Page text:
9. In response to a member on the review on tendering policies conducted by the Independent Commission Against Corruption (ICAC), Mr Hyde advised that the policies and procedures for KCRC tendering had changed three times over the last five years, the latest one being in June 96. The current position was that whenever the Corporation recommended the award of single source tenders, recommendation from either the Divisional or Corporate Tender Board would be required, depending on the sums of money involved; the recommendation would be considered by the Managing Board if the sum was high. This policy provided an additional mechanism of checks and balance. Overall, Mr Hyde considered that the KCRC tendering policy had improved over the past few years. At the request of members, Mr Hyde undertook to provide details of the review on tendering policies conducted by ICAC.

Appointment of Bechtel International Inc.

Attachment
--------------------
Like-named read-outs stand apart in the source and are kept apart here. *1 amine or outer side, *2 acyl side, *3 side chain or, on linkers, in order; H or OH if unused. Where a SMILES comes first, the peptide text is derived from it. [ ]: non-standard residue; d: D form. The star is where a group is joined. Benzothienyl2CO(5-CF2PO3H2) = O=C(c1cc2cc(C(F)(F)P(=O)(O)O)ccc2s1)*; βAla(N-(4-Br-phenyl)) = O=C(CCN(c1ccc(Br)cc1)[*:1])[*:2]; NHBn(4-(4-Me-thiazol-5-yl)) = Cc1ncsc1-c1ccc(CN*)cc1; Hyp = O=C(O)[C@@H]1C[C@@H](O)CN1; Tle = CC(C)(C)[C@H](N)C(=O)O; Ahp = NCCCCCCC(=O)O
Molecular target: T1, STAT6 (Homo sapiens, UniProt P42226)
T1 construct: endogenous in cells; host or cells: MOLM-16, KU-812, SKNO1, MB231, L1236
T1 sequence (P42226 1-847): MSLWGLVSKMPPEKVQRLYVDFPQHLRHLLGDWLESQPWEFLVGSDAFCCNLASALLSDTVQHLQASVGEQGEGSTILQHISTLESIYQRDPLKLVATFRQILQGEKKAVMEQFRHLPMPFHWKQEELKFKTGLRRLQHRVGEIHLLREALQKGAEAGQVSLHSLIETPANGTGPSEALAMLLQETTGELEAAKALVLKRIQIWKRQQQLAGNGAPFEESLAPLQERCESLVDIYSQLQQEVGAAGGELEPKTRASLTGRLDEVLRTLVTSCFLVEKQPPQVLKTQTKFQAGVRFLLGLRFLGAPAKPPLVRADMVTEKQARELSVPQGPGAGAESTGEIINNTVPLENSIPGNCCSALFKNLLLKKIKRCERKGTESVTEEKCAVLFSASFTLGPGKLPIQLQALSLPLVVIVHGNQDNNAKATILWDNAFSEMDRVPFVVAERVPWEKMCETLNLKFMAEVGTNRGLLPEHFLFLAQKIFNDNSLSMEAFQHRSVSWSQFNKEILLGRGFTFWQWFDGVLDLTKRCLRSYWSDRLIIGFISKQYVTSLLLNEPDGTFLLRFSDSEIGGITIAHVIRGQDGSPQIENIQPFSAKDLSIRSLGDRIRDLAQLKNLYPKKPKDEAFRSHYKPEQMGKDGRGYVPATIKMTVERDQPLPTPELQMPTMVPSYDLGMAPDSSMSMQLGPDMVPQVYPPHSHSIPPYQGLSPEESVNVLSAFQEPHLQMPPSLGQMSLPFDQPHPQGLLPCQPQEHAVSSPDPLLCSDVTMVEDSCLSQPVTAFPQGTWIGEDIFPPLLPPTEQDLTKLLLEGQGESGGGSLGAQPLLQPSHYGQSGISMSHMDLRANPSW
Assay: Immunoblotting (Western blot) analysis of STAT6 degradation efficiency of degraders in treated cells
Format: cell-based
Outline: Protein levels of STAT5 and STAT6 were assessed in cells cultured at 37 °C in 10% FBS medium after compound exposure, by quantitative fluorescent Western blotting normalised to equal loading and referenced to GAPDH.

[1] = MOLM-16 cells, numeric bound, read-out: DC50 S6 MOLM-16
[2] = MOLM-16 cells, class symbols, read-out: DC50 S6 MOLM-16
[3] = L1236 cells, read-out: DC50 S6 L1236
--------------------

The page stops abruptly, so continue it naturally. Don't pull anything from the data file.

10. A member noted that International Bechtel, Inc. (Bechtel) had not been engaged through open tender by KCRC but that the company had been appointed by the Administration through open tender for works on the new airport project. Members criticized the KCRC for adopting the same tendering principle as the Administration but was applying different interpretations of the philosophy. Mr Hyde emphasized that he could not speak for Bechtel for other cases of appointment and neither was he aware of Bechtel having been chosen through open tender in the airport project. He explained that the WCR was not an approved project and KCRC was developing a concept for the project. To this end, KCRC had employed the services of a variety of experts to build up knowledge, rather than contracting them to design or to build the railway. An adviser was required to provide an independent view of what KCRC and its various consultants had done to check if there were omissions or risk elements. Mr Hyde confirmed that Bechtel’s contract for appointment as a chief technical adviser received the Board’s prior approval before the contract was signed.